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From the introduction of the book ‘A Great Hindu Civilisation: Achievement, Neglect, Bias and the Way Forward’ – The fact that a great Hindu civilisation existed, and continues to exist, is not in doubt. It is marked by great antiquity, substantial—even unprecedented—refinements, audacity of thought, and achievements both in the spiritual and secular realms. This does not mean it is unblemished, and objectivity demands that the blemishes too must be taken into account. Nor does it mean that it evolved in an insular silo or untouched by outside influences. And yet, this intermingling has not diluted or erased its essential identity as a verifiable civilisation. Unlike many other great civilisations of the past, the Hindu civilisation has not become a historical relic, an antiquary of the past, but has survived as an unbroken continuum to the present.
‘It is important to know more about this civilisation, most of all for Hindus themselves. The civilisation faces a rather unfortunate paradox. On the one hand, it is notable for its resilience and continuity, and its spillover into every aspect of a Hindu’s life; and, on the other, Hindus themselves show little real curiosity or interest in knowing more about it. This indifference is a matter of concern, not least because, if Hindus do not know about their own civilisational legacy, their authenticity as Hindus—based on knowledge—is stunted and reduced to ritualistic tokenism
Pavan K. Varma is a writer-diplomat and now in politics, where he was till recently an MP in the Rajya Sabha, and earlier Advisor to the Chief Minister of Bihar. Author of over a dozen best-selling books, including Ghalib: The Man, The Times; The Great Indian Middle Class; The Book of Krishna; Being Indian; Becoming Indian; and Chanakya’s New Manifesto, he has been Ambassador in several countries including Bhutan, Director of The Nehru Centre in London, Official Spokesperson of the Ministry of External Affairs, Director General, ICCR, and Press Secretary to the President of India.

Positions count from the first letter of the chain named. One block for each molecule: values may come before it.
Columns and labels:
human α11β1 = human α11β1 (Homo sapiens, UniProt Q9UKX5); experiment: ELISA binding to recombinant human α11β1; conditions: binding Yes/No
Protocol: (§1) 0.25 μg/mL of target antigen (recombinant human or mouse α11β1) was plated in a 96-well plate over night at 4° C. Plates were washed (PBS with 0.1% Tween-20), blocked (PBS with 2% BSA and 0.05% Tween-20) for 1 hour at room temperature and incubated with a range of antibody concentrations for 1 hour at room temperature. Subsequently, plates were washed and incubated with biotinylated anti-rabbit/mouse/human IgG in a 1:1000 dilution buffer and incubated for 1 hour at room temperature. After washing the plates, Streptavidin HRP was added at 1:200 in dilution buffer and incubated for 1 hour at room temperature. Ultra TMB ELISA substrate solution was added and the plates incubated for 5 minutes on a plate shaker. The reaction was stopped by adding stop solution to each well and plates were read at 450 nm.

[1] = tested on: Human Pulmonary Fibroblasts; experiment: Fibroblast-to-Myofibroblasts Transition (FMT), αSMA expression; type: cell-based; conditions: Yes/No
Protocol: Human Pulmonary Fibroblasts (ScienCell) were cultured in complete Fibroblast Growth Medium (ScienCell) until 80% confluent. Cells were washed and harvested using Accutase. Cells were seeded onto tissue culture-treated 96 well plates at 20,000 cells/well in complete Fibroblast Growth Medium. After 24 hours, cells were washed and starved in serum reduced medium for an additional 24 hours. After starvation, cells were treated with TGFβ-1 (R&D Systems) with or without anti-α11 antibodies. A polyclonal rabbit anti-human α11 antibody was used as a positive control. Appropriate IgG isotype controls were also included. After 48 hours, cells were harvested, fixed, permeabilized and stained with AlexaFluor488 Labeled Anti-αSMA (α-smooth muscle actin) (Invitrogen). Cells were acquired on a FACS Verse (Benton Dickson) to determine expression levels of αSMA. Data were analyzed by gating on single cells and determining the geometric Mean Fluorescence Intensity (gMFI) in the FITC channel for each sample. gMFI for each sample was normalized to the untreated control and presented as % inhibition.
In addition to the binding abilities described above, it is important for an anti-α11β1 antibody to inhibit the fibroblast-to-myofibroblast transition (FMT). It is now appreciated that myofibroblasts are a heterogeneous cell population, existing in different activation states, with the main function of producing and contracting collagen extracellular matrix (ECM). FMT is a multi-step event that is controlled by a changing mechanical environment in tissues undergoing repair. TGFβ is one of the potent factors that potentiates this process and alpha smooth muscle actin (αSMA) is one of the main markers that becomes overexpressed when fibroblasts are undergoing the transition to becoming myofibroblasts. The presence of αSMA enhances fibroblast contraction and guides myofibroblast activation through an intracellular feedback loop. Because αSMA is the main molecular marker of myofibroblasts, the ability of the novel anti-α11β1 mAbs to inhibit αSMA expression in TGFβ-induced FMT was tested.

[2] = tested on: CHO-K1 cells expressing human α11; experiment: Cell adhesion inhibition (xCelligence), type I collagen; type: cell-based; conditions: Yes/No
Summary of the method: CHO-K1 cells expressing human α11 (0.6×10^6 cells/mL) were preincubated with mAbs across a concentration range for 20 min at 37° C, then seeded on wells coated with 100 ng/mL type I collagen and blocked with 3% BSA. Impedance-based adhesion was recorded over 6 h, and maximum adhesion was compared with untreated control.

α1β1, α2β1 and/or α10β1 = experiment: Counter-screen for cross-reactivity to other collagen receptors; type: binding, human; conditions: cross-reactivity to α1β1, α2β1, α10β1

Pavan K. Varma was conferred an Honorary Doctoral Degree for his contribution to the fields of diplomacy, literature, culture and aesthetics by the University of Indianapolis in 2005. In 2018 he has also been conferred an Honorary Doctorate by Sri Sharada Institute of Indian Management for his book ‘Adi Shankaracharya: Hinduism’s Greatest Thinker’ (Westland-Amazon). This book has also won the Atta Galatta-Bengaluru Literature Festival prize for the Best Book of Non-Fiction for the year 2018. In 2012 Pavan K. Varma was conferred Bhutan’s highest civilian Award, the Druk Thuksey, by His Majesty the King of Bhutan.
Mr Varma has received the Kalinga International Literary Award 2019.
Mr. Varma’s latest book is ‘The Great Hindu Civilisation : Achievement, Neglect, Bias and the Way Forward’ (Westland-Amazon).
Anand Ranganathan obtained his BSc (Hons) degree in Chemistry from St. Stephen’s College, Delhi, after which he left on a Nehru Centenary Scholarship for Cambridge, UK, where he obtained his BA (Tripos) in Natural Sciences, his MA, and his PhD. After a post-doctoral stint at Cambridge, Anand returned to India to join International Centre for Genetic Engineering and Biotechnology, Delhi, where he ran his lab for 16 years as a Staff Research Scientist. In 2015 he joined the Special Centre for Molecular Medicine, Jawaharlal Nehru University, Delhi and became a full Professor in 2019. His laboratory works in the area of Directed Evolution and Pathogenesis, with special emphasis on Tuberculosis and Malaria. Scientific contributions from Anand’s lab have been published in peer-reviewed journals like The Journal of Biological Chemistry, Chemistry & Biology, The Journal of Infectious Diseases, Journal of Clinical Investigation, and Nature Communications.
Anand Ranganathan writes and appears frequently on television debates, on Politics, Media, and Science. His columns have appreared in Swarajya, DNA, Firstpost, and Newslaundry. He is also the Consulting Editor of Swarajya.
Anand has written three books, all novels: The Land of the Wilted Rose (Rupa, 2012); For Love and Honour (Bloomsbury, 2015); The Rat Eater (Bloomsbury, 2019; co-authored). His forthcoming book is on India’s forgotten scientists (Penguin, 2022; co-authored)